Sharp Decline in White Evangelicals in U.S.

The number of non-religious have increased over the last few years

It is a fact that there is an increase of Americans with no religious affiliation. It is obvious even to the lay observer the number of white conservative evangelicals is on the decline . Ironically, the same conservative evangelicals have repeatedly mocked their mainline Protestant brethren of diminishing numbers due to flexible moral strictures and rigorous theology. Protestants, however, continue to be the most dominant group in the United States.

Polls conducted by ABC News and The Washington Post revealed 36 percent of U.S. respondents in 2017 term themselves as Protestant faith members. A sharp drop from 2003's 50 percent. The statistics include a drop of eight points in evangelical white Protestant numbers. The number of Christians all in all has mirrored the predicament of Protestants. From the 83 percent of 2003 to 72 percent in 2017, the declining numbers are in stark contrast to the section of the U.S. population responding with “no religion” which have almost doubled to 21 percent.

Self-identification of Catholics at 22 percent remain constant during this time. The number of adults who identify with other strands of Christianity like Mormons and Jehovah's Witnesses went up marginally, from 11 percent to 14 percent.

Trends are more pronounced among the American youth; only 19 percent of all adults under 30 years of age in 2003 claimed to have no religion. In 2017, that percent went up to 35 percent. These figures can be compared with the 22 percent who term themselves to be affiliated with any kind of Protestantism. These figures are significant as they denote a perceptible shift in power.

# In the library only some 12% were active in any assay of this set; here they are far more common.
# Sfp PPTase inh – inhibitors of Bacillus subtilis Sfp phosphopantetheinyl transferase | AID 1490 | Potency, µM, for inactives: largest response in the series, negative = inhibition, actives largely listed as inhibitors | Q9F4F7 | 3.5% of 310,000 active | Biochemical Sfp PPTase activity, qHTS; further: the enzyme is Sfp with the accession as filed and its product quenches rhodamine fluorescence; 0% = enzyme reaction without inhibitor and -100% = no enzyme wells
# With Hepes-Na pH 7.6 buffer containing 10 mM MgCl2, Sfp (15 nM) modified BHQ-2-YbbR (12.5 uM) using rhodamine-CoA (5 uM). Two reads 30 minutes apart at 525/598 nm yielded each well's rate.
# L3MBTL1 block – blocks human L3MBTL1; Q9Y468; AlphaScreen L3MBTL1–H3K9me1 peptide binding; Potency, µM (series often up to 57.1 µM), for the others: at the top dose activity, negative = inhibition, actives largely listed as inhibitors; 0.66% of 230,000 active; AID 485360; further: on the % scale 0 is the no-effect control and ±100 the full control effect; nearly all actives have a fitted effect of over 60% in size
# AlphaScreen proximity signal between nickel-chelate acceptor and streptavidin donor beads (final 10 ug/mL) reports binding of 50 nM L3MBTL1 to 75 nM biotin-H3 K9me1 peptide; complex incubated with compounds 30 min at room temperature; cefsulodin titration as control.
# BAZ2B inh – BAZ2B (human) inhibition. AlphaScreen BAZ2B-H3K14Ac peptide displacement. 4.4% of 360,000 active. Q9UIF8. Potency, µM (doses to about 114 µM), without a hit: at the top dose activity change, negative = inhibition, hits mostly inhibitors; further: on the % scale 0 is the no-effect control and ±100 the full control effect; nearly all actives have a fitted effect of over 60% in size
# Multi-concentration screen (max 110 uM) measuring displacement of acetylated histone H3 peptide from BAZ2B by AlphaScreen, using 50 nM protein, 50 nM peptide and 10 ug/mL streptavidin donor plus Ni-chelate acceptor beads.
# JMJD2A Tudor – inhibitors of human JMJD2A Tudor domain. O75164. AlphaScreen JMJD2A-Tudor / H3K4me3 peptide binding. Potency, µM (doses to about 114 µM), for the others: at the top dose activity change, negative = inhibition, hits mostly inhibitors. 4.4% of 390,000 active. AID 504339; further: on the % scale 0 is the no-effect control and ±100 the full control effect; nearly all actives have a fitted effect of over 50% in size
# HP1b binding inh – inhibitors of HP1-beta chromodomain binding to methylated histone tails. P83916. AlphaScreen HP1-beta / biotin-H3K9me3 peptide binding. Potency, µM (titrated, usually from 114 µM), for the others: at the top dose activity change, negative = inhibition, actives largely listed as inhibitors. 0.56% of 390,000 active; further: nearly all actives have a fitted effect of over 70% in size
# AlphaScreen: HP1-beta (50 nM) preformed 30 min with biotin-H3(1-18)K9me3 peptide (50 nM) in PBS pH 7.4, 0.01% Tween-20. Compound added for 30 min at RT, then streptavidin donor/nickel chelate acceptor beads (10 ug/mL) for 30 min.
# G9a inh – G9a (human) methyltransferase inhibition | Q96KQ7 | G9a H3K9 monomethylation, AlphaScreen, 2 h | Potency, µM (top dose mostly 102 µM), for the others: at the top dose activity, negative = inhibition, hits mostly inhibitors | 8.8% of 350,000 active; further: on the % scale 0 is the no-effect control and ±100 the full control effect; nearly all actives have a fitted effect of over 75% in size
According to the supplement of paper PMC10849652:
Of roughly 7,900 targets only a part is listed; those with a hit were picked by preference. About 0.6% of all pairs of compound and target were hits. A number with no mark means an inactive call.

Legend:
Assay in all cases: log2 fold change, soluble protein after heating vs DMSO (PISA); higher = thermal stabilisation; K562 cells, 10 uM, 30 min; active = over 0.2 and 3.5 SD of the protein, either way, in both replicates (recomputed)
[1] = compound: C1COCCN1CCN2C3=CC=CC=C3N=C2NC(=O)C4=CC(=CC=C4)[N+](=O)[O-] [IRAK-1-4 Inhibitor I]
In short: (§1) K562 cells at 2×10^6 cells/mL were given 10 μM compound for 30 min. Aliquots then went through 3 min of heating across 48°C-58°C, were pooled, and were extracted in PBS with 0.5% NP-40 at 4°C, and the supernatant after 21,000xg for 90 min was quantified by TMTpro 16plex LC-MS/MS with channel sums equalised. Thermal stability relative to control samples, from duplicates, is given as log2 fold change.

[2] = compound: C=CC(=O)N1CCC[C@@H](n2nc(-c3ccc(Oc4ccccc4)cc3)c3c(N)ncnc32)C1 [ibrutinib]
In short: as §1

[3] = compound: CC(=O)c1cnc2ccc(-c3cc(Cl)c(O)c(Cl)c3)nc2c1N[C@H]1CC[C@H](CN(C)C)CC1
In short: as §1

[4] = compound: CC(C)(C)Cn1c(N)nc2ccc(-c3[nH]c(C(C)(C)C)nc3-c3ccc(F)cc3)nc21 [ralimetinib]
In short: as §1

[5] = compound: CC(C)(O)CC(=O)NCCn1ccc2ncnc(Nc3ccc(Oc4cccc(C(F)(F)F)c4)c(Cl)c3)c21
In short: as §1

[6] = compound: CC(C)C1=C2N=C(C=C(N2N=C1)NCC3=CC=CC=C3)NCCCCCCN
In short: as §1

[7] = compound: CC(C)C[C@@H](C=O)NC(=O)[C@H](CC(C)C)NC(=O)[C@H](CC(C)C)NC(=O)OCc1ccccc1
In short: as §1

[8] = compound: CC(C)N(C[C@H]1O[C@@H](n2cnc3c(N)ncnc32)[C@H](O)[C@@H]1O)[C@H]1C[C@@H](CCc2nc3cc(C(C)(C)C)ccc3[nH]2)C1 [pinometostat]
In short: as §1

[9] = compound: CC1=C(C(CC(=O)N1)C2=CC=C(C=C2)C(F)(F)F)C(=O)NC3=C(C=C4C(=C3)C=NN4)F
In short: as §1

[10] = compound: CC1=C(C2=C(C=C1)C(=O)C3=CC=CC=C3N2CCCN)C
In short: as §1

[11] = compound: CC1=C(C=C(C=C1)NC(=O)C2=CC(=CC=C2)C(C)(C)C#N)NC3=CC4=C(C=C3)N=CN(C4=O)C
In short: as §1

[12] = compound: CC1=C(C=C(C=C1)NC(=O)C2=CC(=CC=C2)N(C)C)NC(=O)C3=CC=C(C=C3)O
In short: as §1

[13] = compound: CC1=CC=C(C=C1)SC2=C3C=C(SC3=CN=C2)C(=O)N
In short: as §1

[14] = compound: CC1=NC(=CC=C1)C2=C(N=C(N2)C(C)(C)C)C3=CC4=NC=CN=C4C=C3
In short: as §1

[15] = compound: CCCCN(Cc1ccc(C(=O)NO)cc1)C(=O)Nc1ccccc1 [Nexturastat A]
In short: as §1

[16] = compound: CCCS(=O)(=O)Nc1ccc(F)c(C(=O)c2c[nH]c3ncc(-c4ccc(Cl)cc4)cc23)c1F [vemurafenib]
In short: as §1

Four U.S. House of Representatives members have already created a “Freethought Caucus.” The latter is dedicated to defending non-religious persons, atheists, humanists, seekers, and even religious persons against any discrimination. Even now although the nonreligious have outnumbered the white evangelicals, both the Republicans and the Democrats pander to their views and wishes. There is also a perception of the religious representing the political base which voted the U.S. President to power. It is apparent that if the irreligious gets serious when it comes to flexing muscles on a political level, changes will happen, especially on separation issues concerning church and state.

This analysis was done by Langer Research Associates for ABC and included a large number of respondents, 174,485. The focus was primarily on data extracted from the 2003 and 2017 years.

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